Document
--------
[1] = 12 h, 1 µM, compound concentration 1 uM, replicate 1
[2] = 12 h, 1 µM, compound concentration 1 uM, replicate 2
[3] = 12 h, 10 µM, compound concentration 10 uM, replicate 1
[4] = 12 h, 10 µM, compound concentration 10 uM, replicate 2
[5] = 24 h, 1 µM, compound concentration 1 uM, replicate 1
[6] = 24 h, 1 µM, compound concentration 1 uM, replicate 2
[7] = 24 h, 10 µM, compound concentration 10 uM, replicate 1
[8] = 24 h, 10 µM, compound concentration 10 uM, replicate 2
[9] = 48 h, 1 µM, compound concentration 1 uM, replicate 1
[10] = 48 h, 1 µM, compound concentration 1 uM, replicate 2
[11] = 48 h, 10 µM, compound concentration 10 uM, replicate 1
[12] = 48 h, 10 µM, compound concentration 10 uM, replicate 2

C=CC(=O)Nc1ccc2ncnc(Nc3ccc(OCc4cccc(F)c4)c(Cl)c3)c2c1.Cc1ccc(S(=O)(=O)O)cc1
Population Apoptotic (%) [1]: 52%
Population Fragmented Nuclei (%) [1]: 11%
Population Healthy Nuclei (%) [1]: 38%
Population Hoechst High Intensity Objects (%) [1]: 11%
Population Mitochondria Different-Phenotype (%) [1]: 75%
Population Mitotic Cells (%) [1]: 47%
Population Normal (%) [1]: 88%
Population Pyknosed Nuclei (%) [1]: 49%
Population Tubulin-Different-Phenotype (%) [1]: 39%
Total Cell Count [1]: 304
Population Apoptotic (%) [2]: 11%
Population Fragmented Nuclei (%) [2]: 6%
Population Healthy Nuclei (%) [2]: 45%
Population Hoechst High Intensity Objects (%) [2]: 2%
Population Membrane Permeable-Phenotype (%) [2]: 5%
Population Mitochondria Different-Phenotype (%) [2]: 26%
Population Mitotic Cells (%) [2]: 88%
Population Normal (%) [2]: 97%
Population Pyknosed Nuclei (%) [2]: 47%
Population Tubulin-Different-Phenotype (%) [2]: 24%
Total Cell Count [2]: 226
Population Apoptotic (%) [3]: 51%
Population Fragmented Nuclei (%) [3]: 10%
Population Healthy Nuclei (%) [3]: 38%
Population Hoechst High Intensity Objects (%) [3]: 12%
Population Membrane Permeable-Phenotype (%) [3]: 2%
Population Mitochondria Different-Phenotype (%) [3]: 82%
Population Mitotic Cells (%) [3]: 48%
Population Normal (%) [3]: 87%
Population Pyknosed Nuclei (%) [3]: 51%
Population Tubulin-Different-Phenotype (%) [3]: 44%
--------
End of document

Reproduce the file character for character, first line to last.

[1] = 12 h, 1 µM, compound concentration 1 uM, replicate 1
[2] = 12 h, 1 µM, compound concentration 1 uM, replicate 2
[3] = 12 h, 10 µM, compound concentration 10 uM, replicate 1
[4] = 12 h, 10 µM, compound concentration 10 uM, replicate 2
[5] = 24 h, 1 µM, compound concentration 1 uM, replicate 1
[6] = 24 h, 1 µM, compound concentration 1 uM, replicate 2
[7] = 24 h, 10 µM, compound concentration 10 uM, replicate 1
[8] = 24 h, 10 µM, compound concentration 10 uM, replicate 2
[9] = 48 h, 1 µM, compound concentration 1 uM, replicate 1
[10] = 48 h, 1 µM, compound concentration 1 uM, replicate 2
[11] = 48 h, 10 µM, compound concentration 10 uM, replicate 1
[12] = 48 h, 10 µM, compound concentration 10 uM, replicate 2

C=CC(=O)Nc1ccc2ncnc(Nc3ccc(OCc4cccc(F)c4)c(Cl)c3)c2c1.Cc1ccc(S(=O)(=O)O)cc1
Population Apoptotic (%) [1]: 52%
Population Fragmented Nuclei (%) [1]: 11%
Population Healthy Nuclei (%) [1]: 38%
Population Hoechst High Intensity Objects (%) [1]: 11%
Population Mitochondria Different-Phenotype (%) [1]: 75%
Population Mitotic Cells (%) [1]: 47%
Population Normal (%) [1]: 88%
Population Pyknosed Nuclei (%) [1]: 49%
Population Tubulin-Different-Phenotype (%) [1]: 39%
Total Cell Count [1]: 304
Population Apoptotic (%) [2]: 11%
Population Fragmented Nuclei (%) [2]: 6%
Population Healthy Nuclei (%) [2]: 45%
Population Hoechst High Intensity Objects (%) [2]: 2%
Population Membrane Permeable-Phenotype (%) [2]: 5%
Population Mitochondria Different-Phenotype (%) [2]: 26%
Population Mitotic Cells (%) [2]: 88%
Population Normal (%) [2]: 97%
Population Pyknosed Nuclei (%) [2]: 47%
Population Tubulin-Different-Phenotype (%) [2]: 24%
Total Cell Count [2]: 226
Population Apoptotic (%) [3]: 51%
Population Fragmented Nuclei (%) [3]: 10%
Population Healthy Nuclei (%) [3]: 38%
Population Hoechst High Intensity Objects (%) [3]: 12%
Population Membrane Permeable-Phenotype (%) [3]: 2%
Population Mitochondria Different-Phenotype (%) [3]: 82%
Population Mitotic Cells (%) [3]: 48%
Population Normal (%) [3]: 87%
Population Pyknosed Nuclei (%) [3]: 51%
Population Tubulin-Different-Phenotype (%) [3]: 44%